Single-station estimates of the seismic moment of the 1960 Chilean and 1964 Alaskan earthquakes, using the mantle magnitude Mm

Emile A. Okal*, Jacques Talandier

*Corresponding author for this work

Research output: Contribution to journalArticlepeer-review

19 Scopus citations

Abstract

Measurements are taken of the mantle magnitude Mm, developed and introduced in previous papers, in the case of the 1960 Chilean and 1964 Alaskan earthquakes, by far the largest events ever recorded instrumentally. We show that the Mm algorithm recovers the seismic moment of these gigantic earthquakes with an accuracy (typically 0.2 to 0.3 units of magnitude, or a factor of 1.5 to 2 on the seismic moment) comparable to that achieved on modern, digital, datasets. In particular, this study proves that the mantle magnitude Mm does not saturate for large events, as do standard magnitude scales, but rather keeps growing with seismic moment, even for the very largest earthquakes. We further prove that the algorithm can be applied in unfavorable experimental conditions, such as instruments with poor response at mantle periods, seismograms clipped due to limited recording dynamics, or even on microbarograph records of air coupled Rayleigh waves. In addition, we show that it is feasible to use acoustic-gravity air waves generated by those very largest earthquakes, to obtain an estimate of the seismic moment of the event along the general philosophy of the magnitude concept: a single-station measurement ignoring the details of the earthquake's focal mechanism and exact depth.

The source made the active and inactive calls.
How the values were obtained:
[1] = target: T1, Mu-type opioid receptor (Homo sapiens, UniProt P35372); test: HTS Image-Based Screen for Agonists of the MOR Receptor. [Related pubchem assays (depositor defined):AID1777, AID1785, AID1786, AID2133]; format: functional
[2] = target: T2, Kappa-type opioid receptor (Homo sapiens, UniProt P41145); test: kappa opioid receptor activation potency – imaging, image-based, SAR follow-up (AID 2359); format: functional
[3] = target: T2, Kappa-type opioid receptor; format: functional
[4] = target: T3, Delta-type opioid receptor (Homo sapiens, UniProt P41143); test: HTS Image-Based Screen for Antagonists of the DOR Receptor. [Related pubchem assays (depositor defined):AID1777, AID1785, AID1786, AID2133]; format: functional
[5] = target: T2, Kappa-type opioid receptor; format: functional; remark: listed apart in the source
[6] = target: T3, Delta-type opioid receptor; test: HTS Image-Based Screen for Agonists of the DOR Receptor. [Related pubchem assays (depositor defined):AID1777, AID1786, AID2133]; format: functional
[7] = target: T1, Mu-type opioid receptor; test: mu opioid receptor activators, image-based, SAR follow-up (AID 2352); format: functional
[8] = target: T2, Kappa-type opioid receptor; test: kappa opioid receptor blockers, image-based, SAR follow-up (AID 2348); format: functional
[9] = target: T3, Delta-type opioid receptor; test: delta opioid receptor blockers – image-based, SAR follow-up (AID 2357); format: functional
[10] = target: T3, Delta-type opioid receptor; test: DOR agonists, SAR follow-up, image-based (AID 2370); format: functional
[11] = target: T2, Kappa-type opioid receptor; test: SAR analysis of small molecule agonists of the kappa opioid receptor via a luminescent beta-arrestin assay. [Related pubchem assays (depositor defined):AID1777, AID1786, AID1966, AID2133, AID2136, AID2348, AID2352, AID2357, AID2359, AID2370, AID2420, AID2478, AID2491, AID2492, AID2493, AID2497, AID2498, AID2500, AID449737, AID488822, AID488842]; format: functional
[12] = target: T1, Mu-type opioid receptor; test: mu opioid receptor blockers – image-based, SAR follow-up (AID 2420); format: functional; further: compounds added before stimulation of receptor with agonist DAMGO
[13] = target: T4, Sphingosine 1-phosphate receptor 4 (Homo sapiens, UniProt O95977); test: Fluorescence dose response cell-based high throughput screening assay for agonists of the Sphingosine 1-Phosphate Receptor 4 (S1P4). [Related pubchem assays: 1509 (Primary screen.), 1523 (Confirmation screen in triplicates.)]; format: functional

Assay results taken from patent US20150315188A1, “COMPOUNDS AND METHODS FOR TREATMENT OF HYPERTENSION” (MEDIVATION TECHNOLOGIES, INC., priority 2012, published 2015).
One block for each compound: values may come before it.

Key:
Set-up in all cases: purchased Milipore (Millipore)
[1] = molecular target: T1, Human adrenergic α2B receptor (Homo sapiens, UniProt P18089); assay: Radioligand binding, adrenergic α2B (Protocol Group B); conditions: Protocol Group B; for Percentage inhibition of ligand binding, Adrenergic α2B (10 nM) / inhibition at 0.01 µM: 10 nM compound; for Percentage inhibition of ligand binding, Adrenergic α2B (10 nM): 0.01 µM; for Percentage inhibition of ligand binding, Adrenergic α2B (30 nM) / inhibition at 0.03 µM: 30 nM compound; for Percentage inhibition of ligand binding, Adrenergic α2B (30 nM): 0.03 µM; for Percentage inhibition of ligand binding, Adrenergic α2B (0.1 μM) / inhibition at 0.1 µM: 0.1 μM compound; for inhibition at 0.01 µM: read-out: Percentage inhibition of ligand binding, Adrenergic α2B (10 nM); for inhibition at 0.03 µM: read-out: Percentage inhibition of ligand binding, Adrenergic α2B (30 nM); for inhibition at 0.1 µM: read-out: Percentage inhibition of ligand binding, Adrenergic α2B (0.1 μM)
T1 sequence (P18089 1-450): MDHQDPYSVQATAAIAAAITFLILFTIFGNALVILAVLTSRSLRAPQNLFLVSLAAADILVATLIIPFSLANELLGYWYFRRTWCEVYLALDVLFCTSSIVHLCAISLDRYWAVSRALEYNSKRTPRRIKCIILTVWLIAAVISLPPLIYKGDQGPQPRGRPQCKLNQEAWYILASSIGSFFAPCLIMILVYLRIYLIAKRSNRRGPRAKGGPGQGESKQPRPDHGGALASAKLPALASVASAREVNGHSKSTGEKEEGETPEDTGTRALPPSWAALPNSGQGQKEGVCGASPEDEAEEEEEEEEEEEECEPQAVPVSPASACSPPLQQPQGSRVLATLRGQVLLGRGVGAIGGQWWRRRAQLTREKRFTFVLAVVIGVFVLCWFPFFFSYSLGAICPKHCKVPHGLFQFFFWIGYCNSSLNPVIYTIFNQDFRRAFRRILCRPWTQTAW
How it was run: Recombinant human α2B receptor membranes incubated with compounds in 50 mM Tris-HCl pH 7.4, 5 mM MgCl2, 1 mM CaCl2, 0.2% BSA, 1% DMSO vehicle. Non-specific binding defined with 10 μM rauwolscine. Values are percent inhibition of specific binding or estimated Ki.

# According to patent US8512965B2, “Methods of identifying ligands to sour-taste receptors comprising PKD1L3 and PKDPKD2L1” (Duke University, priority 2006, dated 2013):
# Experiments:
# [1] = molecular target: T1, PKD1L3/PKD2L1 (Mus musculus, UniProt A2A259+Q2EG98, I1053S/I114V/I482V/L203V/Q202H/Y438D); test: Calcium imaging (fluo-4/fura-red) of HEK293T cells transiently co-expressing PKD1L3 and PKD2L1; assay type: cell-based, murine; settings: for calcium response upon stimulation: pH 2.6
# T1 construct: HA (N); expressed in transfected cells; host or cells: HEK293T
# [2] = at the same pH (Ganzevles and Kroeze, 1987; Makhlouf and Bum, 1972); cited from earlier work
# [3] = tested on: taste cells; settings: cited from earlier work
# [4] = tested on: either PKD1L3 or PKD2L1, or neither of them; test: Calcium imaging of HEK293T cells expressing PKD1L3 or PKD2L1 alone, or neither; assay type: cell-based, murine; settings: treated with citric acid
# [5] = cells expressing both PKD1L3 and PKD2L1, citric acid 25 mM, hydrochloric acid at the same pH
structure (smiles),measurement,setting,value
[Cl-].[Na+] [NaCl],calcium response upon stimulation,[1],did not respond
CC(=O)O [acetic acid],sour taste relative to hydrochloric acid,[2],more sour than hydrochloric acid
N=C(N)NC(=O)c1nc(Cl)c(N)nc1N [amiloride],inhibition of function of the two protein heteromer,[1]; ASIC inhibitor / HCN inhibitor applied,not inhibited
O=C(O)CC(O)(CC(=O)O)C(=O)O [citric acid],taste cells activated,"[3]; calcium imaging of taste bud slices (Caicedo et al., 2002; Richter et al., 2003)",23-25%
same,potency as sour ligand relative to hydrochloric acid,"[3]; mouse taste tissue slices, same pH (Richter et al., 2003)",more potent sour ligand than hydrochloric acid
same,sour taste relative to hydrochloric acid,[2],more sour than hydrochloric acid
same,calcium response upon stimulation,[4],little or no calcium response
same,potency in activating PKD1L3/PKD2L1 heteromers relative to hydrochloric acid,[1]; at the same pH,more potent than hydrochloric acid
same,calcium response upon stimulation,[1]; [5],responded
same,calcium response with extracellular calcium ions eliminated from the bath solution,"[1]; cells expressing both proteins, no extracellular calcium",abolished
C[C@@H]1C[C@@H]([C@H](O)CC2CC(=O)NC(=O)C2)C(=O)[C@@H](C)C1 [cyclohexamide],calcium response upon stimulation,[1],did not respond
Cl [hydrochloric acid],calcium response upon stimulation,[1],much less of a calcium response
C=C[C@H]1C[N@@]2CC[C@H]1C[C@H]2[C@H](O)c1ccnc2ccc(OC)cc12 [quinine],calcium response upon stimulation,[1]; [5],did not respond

Original languageEnglish (US)
Pages (from-to)103-126
Number of pages24
JournalPure and Applied Geophysics PAGEOPH
Volume136
Issue number1
DOIs
StatePublished - Jan 1 1991

Keywords

  • Seismic sources
  • acoustic-gravity waves
  • large earthquakes
  • magnitudes

ASJC Scopus subject areas

  • Geophysics
  • Geochemistry and Petrology

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